Women in Business: A Young Leaders Learnings from International Women’s Day

Guest blog post by U.S. NZ Youth Councilor, Araina Kazia Pereira

On International Women’s Day I was lucky enough to take part in a number of events.  Firstly, a roundtable discussion with U.S. Consul General Melanie Higgins alongside some incredible NZ women, American Chamber of Commerce members, exchange program alumni and youth council discussing both issues and progress of women in the workforce.

This was followed by the Global Women/SuperDiverseWomen Speaker Series, a collective group of ambitious women talking about #PressForProgress.  

The event had an incredible calibre of women (Paula Penfold, Cathy Parker, Jodie King, Shahbeba Ali, and Jennifer Ward-Lealand) sharing their own personal journeys and their views towards how we, as women, can push for progress. This event I found both insightful and rather challenging.

Consul General Melanie Higgins leading a roundtable discussion with local leaders. Photo credit: Araina Kazia Pereira.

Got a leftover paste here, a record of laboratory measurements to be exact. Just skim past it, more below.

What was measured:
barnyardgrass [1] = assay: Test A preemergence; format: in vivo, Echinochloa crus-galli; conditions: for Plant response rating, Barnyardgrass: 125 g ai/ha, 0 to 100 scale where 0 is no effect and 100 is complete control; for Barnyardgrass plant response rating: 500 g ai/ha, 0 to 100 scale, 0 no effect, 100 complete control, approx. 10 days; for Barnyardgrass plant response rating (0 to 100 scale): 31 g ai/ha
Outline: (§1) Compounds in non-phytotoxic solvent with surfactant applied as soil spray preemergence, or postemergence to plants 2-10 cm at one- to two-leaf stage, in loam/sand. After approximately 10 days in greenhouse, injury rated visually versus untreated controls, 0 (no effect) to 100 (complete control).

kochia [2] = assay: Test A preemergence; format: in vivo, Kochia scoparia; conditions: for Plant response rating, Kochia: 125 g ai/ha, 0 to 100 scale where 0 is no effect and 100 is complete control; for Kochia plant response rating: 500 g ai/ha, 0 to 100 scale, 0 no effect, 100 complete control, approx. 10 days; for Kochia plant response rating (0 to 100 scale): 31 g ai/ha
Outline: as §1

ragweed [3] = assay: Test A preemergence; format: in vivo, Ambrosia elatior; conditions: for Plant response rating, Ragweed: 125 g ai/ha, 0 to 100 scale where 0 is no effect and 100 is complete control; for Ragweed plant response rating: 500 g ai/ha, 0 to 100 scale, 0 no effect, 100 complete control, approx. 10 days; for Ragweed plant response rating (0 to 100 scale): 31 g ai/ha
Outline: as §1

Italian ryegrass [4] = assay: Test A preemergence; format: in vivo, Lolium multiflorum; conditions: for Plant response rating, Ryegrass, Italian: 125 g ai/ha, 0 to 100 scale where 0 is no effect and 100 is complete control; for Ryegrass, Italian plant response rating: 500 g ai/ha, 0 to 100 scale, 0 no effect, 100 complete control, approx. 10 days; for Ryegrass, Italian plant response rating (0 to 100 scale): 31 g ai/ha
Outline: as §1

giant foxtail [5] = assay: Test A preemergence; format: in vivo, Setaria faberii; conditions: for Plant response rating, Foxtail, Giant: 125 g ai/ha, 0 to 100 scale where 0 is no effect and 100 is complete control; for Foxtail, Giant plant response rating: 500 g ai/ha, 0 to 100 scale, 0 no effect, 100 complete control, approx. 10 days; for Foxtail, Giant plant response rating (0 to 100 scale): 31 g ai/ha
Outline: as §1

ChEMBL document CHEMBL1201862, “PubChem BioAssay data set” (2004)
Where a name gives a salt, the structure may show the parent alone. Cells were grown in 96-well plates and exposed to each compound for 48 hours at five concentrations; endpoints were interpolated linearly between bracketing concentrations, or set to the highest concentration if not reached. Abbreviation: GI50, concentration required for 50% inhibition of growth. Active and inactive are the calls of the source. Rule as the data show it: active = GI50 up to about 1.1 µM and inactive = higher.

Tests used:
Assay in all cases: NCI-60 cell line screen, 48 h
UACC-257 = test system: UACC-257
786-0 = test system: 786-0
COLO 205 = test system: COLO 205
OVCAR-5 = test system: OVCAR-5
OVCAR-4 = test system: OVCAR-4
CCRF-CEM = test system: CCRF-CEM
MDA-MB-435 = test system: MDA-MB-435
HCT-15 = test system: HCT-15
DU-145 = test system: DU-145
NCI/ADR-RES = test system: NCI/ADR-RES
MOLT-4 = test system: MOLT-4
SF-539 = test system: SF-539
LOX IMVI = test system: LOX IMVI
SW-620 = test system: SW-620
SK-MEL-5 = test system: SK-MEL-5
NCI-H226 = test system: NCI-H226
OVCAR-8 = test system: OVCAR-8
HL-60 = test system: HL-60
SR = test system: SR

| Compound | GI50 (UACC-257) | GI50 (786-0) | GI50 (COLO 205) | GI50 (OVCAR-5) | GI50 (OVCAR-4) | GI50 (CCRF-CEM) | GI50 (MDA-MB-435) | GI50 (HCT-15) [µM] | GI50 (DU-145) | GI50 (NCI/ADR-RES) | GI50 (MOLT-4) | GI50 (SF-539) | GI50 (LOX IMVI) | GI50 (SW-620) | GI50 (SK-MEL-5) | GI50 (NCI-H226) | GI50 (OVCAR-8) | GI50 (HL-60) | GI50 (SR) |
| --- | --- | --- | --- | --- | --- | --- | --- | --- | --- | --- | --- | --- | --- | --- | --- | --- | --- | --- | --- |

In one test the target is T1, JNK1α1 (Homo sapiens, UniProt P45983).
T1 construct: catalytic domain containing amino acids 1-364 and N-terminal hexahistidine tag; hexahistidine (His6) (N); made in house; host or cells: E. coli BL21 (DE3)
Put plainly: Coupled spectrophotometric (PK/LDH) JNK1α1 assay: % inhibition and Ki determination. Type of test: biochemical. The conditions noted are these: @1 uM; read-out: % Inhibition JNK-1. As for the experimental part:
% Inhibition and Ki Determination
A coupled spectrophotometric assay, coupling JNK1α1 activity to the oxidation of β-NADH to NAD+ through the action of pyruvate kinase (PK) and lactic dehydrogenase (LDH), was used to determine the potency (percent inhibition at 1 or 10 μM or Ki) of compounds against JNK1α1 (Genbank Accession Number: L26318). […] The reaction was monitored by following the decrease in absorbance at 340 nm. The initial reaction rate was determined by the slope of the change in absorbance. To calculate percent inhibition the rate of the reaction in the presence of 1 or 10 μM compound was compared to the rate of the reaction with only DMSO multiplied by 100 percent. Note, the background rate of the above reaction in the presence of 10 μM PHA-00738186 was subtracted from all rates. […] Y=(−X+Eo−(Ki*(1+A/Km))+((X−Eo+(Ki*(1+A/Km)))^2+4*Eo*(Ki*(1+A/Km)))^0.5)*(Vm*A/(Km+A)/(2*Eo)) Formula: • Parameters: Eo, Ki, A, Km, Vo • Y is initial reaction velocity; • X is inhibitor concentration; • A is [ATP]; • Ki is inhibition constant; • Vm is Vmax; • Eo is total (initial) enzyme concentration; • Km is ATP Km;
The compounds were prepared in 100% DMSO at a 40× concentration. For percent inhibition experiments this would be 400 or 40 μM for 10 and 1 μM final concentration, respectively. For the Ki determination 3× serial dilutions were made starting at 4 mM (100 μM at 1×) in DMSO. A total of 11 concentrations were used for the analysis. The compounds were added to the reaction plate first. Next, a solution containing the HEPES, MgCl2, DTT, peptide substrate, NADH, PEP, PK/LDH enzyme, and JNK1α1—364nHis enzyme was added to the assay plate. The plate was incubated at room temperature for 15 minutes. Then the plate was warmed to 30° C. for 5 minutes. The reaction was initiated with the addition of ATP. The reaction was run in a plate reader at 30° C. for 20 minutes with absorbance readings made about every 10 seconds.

Consul General Melanie Higgins leading a roundtable discussion with local leaders. Photo credit: Araina Kazia Pereira.

I’m going start by saying, business is business, a job is a job, and a high-position role is a high-position role. It is not and should not be dependent on gender, race or age. Now being a woman of colour and age 19, I can say that businesses, jobs and roles should be fostering diversity in the workforce. Business in particular should foster diversity in order to accelerate innovation in the workforce and for their outcomes. Diversity would look like looking to the skills, strengths and experiences of people, not their genetic make-up. Cathy Parker put it this way: “Diversity is not just about gender balance”.

So with that in mind, here are some thoughts I had during the Global Women/SDW speaker series about women in business. Whilst I understand that not every case is black and white, I think collectively these points help us to see and ensure that our #pressforprogress is driven by action.

Global Women / Super Diverse Women Speaker Series at Auckland Museum. Photo credit: Araina Kazia Pereira.
Global Women / Super Diverse Women Speaker Series at Auckland Museum. Photo credit: Araina Kazia Pereira.

Capacity is a mindset. Adopt it.